Joining thirteen other open source stalwarts including MySQL, JBoss, Zimbra and Sugar CRM, Alfresco is now one of the founding members of a new online marketplace for business applications called the Red Hat Exchange (RHX).In a move that hopes to take advantage of the growing momentum behind enterprise open source software, Red Hat has created an online destination where customers can research, purchase, download, and arrange support for a wide array of pre-integrated open source business applications. These applications, which have been verified and certified by Red Hat, will naturally take advantage of infrastructure software from Red Hat.
Matt Mattox, director of the newly created Red Hat Exchange, had this to say at the Red Hat Summit in San Diego: "Red Hat Exchange demonstrates a core Red Hat belief of the inevitable expansion of open source,...Not many of our competitors in the proprietary world can claim to be an honest broker in the application space. But we're taking the long view here. We see this as an investment in a rising tide with greater opportunity for the ecosystem."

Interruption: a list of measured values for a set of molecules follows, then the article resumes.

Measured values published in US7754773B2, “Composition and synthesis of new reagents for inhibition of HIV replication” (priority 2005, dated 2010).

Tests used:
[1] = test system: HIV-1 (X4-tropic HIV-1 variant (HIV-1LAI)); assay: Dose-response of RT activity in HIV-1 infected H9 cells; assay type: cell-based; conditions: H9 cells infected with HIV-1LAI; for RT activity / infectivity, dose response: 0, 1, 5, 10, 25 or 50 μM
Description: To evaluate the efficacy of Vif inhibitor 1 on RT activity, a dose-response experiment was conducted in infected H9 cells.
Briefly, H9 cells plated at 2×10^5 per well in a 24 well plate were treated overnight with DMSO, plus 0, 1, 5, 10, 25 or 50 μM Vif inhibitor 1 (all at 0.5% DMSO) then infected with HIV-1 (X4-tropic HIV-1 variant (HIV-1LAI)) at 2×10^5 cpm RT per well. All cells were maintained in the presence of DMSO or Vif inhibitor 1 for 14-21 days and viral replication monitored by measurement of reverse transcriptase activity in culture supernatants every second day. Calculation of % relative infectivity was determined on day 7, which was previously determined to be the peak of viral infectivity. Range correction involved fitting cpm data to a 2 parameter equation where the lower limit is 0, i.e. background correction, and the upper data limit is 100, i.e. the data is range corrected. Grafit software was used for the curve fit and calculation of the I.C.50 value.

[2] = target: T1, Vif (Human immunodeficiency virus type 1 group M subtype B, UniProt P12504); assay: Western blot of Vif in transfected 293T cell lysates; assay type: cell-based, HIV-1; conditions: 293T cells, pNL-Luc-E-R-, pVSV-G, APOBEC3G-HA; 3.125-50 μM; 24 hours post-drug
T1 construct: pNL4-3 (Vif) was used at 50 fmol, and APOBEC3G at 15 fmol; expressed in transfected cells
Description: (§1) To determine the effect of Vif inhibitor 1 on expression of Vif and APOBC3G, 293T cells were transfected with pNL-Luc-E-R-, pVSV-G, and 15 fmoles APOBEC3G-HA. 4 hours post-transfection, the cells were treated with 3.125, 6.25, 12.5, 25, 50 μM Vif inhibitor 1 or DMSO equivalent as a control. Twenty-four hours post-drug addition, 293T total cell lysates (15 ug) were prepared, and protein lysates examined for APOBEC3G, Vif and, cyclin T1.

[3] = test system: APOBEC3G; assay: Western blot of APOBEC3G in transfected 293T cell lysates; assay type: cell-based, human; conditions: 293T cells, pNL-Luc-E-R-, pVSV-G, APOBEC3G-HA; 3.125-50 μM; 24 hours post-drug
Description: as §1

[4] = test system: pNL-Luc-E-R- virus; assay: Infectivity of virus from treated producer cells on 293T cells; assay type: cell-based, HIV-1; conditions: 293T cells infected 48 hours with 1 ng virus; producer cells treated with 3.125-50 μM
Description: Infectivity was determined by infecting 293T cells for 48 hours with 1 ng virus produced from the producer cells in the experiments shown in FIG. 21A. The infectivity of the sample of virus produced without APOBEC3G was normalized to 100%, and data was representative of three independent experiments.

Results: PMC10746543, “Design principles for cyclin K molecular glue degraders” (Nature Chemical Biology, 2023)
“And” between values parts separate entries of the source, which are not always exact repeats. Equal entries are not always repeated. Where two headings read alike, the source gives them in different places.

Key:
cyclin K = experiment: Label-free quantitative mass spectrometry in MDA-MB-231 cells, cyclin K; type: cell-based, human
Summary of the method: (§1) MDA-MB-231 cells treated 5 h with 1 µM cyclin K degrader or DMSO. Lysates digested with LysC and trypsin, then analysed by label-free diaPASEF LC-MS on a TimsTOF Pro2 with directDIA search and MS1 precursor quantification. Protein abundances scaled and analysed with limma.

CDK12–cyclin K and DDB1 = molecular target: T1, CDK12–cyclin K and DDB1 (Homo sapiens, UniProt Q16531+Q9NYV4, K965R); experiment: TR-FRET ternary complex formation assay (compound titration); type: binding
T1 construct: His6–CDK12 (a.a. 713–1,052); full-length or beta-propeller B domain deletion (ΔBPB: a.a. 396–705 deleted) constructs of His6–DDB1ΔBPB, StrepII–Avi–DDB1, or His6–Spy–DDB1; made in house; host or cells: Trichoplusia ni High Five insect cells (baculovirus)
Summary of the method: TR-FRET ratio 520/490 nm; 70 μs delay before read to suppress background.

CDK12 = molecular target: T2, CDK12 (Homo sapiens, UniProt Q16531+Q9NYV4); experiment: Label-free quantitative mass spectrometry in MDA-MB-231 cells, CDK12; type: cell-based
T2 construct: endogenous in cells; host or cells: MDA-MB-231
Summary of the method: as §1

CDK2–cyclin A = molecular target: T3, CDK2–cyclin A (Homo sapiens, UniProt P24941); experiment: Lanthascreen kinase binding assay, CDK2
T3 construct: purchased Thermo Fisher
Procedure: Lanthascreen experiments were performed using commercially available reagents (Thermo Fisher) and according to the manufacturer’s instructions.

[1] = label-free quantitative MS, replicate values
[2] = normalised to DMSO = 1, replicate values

Furthermore, the inclusion of Alfresco in the Exchange can be considered a win-win situation. Alfresco can now leverage Red Hat's established brand along with their large and expanding customer base to hopefully increase their sales. At the same time, Alfresco puts itself in an excellent position for possible future acquisition.
Why would Red Hat want to acquire Alfresco? According to Larry Dignan at ZDNet, Alfresco not only makes JBoss a more attractive middleware solution but it also makes Alfresco a legitimate competitor with SharePoint (MOSS) and gives Red Hat another avenue into established Microsoft shops.
CEO and co-founder of Alfresco software, John Powell, had this to say about Alfresco's participation in the Red Hat Exchange: "Red Hat is the de-facto brand in Linux and the availability of a Red Hat-tested and supported offering will accelerate the adoption of Alfresco and open source as a whole."
Will Alfresco and Zimbra soon be introduced as "divisions of Red Hat"? There is definitely room for consolidation in the increasingly competitive enterprise content management and online productivity spaces. Either way, Red Hat not only creates yet another channel to increase their sales but they borrow a page from the playbook of salesforce.com by creating a place to monitor the performance of their partners for potential acquisition.
If your company is looking to make the switch to Red Hat Linux or to expand an existing investment in the open source operating system, visit the Red Hat Exchange and find a solution that meets your needs.
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